Because Mexico spans several climatic zones and a diverse topography, its cuisine varies from region to region. As such, it’s grossly unfair to stereotype Mexican food. It’s true that until recent years, most of the Mexican restaurants in the Albuquerque’s area featured the cuisine of the border state of Chihuahua, Mexico, typified by menus offering refried beans, enchiladas, chiles rellenos and the like. The past decade or so, however, has seen the influx of Mexican restaurants serving mariscos, the surprisingly fresh cuisine of the Mexican states bordering its coastal waters.
The 2008 introduction of Dahlia’s Central Mexican Cuisine in Rio Rancho was therefore intriguing. My hopes were that Central Mexican cuisine might mean the cuisine of Oaxaca and Puebla, two regions renown for moles. Alas, the family who owns Dahlia’s is from Guadalajara, the largest city in the state of Jalisco which borders the Pacific ocean and is not, as the restaurant’s name might imply, centered geographically in the nation of Mexico. A common misperception might be that the menu would then include, if not specialize, in mariscos, the incomparable seafood prepared so well in the Mexican states bordering the Pacific.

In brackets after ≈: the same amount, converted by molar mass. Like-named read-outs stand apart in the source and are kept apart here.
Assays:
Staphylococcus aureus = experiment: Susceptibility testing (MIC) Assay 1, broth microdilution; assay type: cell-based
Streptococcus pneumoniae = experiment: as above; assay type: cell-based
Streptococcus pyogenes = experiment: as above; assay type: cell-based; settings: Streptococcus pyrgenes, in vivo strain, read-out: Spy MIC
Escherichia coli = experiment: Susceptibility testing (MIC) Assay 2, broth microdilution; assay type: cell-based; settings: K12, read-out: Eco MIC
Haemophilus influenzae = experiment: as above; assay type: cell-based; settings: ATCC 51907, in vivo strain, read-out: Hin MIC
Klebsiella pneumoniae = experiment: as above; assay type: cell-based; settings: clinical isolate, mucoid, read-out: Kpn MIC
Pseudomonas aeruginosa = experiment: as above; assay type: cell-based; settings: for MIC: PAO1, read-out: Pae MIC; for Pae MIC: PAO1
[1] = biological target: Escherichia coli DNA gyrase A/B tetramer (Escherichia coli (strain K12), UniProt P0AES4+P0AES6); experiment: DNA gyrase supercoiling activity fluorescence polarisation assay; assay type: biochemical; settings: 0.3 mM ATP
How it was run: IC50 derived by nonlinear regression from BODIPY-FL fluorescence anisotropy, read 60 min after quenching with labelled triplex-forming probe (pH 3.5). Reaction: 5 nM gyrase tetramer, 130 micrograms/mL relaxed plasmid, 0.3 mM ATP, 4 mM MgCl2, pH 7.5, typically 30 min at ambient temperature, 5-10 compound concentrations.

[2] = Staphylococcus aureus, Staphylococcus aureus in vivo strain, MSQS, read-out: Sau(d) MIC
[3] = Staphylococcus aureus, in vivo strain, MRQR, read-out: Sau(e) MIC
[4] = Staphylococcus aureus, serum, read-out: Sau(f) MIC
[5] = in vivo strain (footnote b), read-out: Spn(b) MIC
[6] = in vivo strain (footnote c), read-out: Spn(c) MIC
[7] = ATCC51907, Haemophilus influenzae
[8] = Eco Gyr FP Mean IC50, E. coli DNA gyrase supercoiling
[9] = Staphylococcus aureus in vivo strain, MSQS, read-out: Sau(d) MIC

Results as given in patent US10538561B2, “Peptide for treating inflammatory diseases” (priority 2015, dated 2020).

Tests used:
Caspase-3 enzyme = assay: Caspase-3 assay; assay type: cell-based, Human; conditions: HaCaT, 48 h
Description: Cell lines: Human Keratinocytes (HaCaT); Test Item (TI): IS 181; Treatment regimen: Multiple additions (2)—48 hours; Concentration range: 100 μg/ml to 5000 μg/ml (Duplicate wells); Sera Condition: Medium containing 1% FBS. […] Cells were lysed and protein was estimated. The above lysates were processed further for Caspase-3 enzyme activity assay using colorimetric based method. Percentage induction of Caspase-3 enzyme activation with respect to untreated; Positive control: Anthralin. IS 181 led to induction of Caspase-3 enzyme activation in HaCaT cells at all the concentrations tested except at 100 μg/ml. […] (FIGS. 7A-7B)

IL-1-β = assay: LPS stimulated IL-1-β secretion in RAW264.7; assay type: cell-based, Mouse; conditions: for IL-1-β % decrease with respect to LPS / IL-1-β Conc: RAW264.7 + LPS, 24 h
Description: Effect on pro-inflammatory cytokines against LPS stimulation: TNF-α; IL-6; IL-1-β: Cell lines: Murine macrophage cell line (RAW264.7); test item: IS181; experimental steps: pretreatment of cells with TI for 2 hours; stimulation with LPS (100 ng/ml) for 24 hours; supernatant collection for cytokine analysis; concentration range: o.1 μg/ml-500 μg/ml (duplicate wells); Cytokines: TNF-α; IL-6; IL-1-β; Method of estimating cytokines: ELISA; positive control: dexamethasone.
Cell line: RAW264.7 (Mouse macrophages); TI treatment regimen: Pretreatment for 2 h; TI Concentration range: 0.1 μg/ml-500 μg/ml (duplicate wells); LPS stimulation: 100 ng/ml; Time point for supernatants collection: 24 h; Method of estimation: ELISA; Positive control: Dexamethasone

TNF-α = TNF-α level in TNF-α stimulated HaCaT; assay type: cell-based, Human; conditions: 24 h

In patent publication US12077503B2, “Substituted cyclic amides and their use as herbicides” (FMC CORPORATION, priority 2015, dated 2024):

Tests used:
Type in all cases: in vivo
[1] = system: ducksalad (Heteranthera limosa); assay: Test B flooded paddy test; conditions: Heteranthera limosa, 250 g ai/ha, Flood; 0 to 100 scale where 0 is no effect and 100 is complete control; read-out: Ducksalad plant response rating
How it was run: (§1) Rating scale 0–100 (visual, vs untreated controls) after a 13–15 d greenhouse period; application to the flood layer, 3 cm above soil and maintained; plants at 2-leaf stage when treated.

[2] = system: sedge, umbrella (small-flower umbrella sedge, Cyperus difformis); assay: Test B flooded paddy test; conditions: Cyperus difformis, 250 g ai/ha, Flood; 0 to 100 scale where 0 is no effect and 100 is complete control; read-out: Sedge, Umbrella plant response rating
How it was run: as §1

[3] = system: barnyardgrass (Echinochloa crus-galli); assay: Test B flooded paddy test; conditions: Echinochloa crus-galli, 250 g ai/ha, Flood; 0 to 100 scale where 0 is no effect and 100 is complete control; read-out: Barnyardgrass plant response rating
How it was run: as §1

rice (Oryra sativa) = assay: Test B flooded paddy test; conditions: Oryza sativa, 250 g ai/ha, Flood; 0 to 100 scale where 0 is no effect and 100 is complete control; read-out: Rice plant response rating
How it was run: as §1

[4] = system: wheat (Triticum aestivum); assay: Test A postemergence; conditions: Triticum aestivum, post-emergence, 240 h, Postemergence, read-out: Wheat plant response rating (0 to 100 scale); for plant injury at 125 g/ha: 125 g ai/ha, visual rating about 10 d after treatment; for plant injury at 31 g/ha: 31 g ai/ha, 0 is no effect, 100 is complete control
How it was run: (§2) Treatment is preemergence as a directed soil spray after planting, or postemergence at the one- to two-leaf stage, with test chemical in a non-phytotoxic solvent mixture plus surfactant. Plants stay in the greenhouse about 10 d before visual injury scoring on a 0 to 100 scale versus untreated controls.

Mariscos do indeed have a prominent place on the menu, but so do several house specialties not commonly found in other Albuquerque area Mexican restaurants. It isn’t, as we found out quickly, necessarily any regional cuisine or specialty that makes Dahlia’s Central Mexican Cuisine a special restaurant. What makes it special is the operating principles by which this family owned restaurant operates.
Those principles center around preparing healthy and delicious meals for their customers with the use of all-natural ingredients such as grain-fed, hormone-low meats. Many meals featuring meats are prepared by using marinades of limes, grapefruits and oranges to kill off enzymes. The restaurant prides itself on not using trans-fat oils on any of its meals, all of which are prepared fresh on a daily basis. That includes the seafood which is prepared using wine butter and self-ground spices for flavor.
In no way does all natural mean dietary and bland. Dahlia’s family has been in the restaurant business for more than a decade and is well-versed in pleasing hungry patrons. The recipes used have been passed on from generation to generation and are intended not only to nourish the body, but to please the palate. If you want a variation to something on the menu, accommodating cooks will prepare your meal to your exacting specifications.